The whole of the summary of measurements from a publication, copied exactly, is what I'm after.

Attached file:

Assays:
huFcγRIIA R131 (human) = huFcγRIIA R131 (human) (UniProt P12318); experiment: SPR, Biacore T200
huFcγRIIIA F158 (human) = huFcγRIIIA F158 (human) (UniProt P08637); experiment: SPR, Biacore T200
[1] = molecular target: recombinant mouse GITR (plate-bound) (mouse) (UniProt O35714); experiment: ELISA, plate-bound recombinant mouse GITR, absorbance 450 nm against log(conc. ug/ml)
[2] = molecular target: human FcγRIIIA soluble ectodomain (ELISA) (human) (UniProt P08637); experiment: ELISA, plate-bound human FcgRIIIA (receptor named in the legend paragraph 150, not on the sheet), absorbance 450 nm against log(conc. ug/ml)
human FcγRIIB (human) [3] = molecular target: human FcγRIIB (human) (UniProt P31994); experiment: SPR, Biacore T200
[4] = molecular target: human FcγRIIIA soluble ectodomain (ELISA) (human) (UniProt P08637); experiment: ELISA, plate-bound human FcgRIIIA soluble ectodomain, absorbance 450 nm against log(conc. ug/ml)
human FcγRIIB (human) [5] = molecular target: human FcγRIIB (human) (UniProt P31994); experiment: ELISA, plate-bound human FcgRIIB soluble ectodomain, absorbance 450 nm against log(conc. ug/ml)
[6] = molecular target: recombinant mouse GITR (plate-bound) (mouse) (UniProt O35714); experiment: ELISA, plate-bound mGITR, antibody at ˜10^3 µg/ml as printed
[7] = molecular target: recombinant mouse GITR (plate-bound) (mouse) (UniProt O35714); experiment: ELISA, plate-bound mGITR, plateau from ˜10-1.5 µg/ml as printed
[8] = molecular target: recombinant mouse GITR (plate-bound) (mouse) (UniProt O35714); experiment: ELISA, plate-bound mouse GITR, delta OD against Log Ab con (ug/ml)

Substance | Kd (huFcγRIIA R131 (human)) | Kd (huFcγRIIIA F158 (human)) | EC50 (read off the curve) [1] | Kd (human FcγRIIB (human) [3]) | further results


Assays:
huFcγRIIA R131 (human) = huFcγRIIA R131 (human) (UniProt P12318); experiment: SPR, Biacore T200
huFcγRIIIA F158 (human) = huFcγRIIIA F158 (human) (UniProt P08637); experiment: SPR, Biacore T200
[1] = molecular target: recombinant mouse GITR (plate-bound) (mouse) (UniProt O35714); experiment: ELISA, plate-bound recombinant mouse GITR, absorbance 450 nm against log(conc. ug/ml)
[2] = molecular target: human FcγRIIIA soluble ectodomain (ELISA) (human) (UniProt P08637); experiment: ELISA, plate-bound human FcgRIIIA (receptor named in the legend paragraph 150, not on the sheet), absorbance 450 nm against log(conc. ug/ml)
human FcγRIIB (human) [3] = molecular target: human FcγRIIB (human) (UniProt P31994); experiment: SPR, Biacore T200
[4] = molecular target: human FcγRIIIA soluble ectodomain (ELISA) (human) (UniProt P08637); experiment: ELISA, plate-bound human FcgRIIIA soluble ectodomain, absorbance 450 nm against log(conc. ug/ml)
human FcγRIIB (human) [5] = molecular target: human FcγRIIB (human) (UniProt P31994); experiment: ELISA, plate-bound human FcgRIIB soluble ectodomain, absorbance 450 nm against log(conc. ug/ml)
[6] = molecular target: recombinant mouse GITR (plate-bound) (mouse) (UniProt O35714); experiment: ELISA, plate-bound mGITR, antibody at ˜10^3 µg/ml as printed
[7] = molecular target: recombinant mouse GITR (plate-bound) (mouse) (UniProt O35714); experiment: ELISA, plate-bound mGITR, plateau from ˜10-1.5 µg/ml as printed
[8] = molecular target: recombinant mouse GITR (plate-bound) (mouse) (UniProt O35714); experiment: ELISA, plate-bound mouse GITR, delta OD against Log Ab con (ug/ml)

Substance | Kd (huFcγRIIA R131 (human)) | Kd (huFcγRIIIA F158 (human)) | EC50 (read off the curve) [1] | Kd (human FcγRIIB (human) [3]) | further results